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Carriers To Block Millions Of Illegal Downloads After Court Order As Foxtel Go After Illegal Boxes

Millions of Australians who have been stealing music and movie content via Kick Arse Torrents, are set to find that their ISP’s have been ordered to switch off their supply following a Court ruling on Friday.

During the next 14 days’ domains linked to the torrent sharing service Kick Ass Torrents will be blocked by carriers such as Telstra, TPG, Optus, iiNet and most other ISP’s providing connectivity to the illegal content site.

At the same time, Foxtel is moving to block a further batch of copyright infringing websites as part of a co-ordinated effort by the pay TV giant, the recording industry and Hollywood studios to stamp out piracy in Australia.

The pay TV operator is expected to file an application in the Federal Court of NSW asking a judge to block a new list of pirating websites, Foxtel is owned by Telstra and News Corporation.

Also, heading to the Courts is Village Roadshow along with 21st Century Fox, Warner Bros, Disney, Paramount, and Columbia Pictures who are set to ask the Federal Court to block another 41 sites.

Kick Ass Torrents’ sites provides free content driven by millions of visits a month from Australian users and its breach of copyright was described as “flagrant” by Federal Court judge Stephen Burley in a judgment handed down late on Friday.

The orders came after the Australian arms of Universal Music, Australian Music Corporation, Sony Music Entertainment, Warner Music as well as the Australasian Performing Right Association, some of the world’s biggest music groups, teamed up to stamp out illegal downloads across the sites last year.

The move could see a major fall in data downloads for Telstra, Optus, TPG Telecom and Vocus, who are not opposed to the actions, are centred who takes on the financial burden, not whether they are offending websites should be blocked or not.

With rulings across film, TV and music, the court is now likely to follow precedent in future actions.

According to Fairfax Media, Foxtel is concentrating on offending websites which are copyright infringing content which it clearly owns, such as the TV drama Wentworth.

Foxtel, the film studios and record labels are working together on a coordinated campaign to block pirating websites to make sure they’re not targeting the same sites.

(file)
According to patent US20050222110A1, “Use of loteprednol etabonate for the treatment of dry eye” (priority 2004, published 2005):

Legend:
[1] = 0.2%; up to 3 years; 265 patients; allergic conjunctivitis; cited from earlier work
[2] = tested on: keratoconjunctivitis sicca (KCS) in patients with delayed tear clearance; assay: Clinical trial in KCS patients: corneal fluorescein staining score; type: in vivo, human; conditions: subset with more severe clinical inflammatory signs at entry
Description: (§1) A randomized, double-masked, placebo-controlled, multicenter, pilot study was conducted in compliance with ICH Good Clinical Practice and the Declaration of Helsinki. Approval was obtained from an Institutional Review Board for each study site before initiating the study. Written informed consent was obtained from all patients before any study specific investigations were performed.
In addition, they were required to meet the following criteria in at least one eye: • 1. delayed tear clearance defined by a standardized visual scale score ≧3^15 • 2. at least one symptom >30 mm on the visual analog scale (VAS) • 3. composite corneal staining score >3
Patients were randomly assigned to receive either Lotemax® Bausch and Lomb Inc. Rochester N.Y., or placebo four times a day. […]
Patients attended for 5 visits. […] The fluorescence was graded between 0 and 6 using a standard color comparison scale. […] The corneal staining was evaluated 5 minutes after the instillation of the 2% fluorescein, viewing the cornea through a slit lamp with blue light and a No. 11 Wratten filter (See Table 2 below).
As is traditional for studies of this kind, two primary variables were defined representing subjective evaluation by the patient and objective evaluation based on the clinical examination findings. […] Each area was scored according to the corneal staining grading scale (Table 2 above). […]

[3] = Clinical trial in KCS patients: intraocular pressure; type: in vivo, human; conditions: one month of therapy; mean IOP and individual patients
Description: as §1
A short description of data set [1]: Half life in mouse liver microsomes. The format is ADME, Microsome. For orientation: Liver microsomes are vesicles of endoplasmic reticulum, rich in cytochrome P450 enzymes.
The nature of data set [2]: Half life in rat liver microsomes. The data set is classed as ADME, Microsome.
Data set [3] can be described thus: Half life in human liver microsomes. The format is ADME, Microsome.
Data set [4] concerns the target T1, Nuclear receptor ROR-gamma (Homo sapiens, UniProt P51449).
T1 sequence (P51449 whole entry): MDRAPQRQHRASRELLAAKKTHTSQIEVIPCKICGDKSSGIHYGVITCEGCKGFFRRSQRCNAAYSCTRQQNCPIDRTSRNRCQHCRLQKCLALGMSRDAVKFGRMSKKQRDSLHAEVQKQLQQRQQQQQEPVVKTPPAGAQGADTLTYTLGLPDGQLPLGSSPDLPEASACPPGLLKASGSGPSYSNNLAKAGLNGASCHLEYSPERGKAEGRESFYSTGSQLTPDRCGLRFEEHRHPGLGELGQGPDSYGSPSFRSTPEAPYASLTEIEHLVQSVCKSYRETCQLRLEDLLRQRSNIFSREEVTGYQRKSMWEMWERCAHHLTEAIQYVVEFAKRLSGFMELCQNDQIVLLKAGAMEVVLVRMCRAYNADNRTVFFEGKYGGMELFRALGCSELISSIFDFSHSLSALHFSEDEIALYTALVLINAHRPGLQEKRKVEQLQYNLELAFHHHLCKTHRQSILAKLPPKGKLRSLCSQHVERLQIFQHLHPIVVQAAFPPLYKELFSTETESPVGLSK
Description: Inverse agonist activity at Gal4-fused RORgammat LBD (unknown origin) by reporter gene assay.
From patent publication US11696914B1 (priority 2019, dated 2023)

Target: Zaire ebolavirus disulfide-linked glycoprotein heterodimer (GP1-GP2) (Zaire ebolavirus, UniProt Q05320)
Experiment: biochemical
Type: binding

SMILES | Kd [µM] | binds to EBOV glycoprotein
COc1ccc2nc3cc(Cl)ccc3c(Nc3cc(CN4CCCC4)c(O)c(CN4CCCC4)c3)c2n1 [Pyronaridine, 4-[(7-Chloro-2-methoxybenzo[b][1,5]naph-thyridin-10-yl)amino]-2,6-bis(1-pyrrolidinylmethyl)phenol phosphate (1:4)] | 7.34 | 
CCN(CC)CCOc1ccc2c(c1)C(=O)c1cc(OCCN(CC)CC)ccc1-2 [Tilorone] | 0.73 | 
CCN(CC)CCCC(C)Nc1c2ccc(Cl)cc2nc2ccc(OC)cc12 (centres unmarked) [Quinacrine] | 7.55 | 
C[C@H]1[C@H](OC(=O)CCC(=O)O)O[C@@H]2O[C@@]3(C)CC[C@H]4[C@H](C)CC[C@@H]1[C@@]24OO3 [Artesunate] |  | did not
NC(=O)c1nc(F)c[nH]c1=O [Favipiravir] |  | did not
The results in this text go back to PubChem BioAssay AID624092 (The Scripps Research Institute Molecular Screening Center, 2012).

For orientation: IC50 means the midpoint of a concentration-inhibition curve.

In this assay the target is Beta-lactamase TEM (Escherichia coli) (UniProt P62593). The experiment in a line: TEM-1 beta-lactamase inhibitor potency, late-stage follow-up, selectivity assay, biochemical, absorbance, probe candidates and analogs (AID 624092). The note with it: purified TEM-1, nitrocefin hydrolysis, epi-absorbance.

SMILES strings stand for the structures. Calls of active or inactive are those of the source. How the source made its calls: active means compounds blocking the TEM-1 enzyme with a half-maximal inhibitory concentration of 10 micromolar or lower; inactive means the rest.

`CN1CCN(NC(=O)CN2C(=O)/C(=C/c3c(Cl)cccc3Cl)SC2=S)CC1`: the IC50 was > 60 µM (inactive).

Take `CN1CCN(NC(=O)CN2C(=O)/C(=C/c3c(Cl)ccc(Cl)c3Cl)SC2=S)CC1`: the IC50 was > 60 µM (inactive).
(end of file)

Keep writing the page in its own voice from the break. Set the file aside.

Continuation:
Foxtel chief executive Peter Tonagh said blocking piracy websites is just one part in protecting content owners’ rights.

“We don’t think it’s enough to just close the sites down. We’ll also have education campaign. There’s plenty of examples where these sites have viruses or credit card scams,” he said.

Village co-chief executive Graham Burke said his company’s action against 41 sites represents about 95 per cent of the movie trade.

“This is a seriously bad underbelly of thieves. People, I think, will realise that and hopefully do the right thing.”

Tonagh said there are sites advertising set-top boxes people can buy which allow consumers to illegally gain free access to Foxtel’s content. The subscription TV business is moving to block those sites as well as stamping out set-top box piracy with new smartcards.

Foxtel is also working closely with US-based companies Google and Facebook to prevent copyright infringement of major sporting events.

“The large number of monthly visits to the KAT website indicate that the infringement facilitated by the KAT website can be described as flagrant and reflect an open disregard for copyright on the part of the operators of the KAT website,” he said.

KAT has already been blocked in Britain, Ireland, Denmark, Italy, Finland and Belgium.

The SMH Said that the orders won’t necessarily stamp out the use of Kick Ass Torrents in Australia. When The Pirate Bay was blocked in December, a host of proxy sites popped up in its place. Those sites allowed Australian users to access the content loaded up to the platforms.

Kick Ass Torrents also has several proxy sites where thousands of movies, TV shows and music albums and singles can be downloaded for free.

The orders also allow for the music companies to contact the court if a new Kick Ass Torrent site rears its head and have that site name added to the list of blocked domains.

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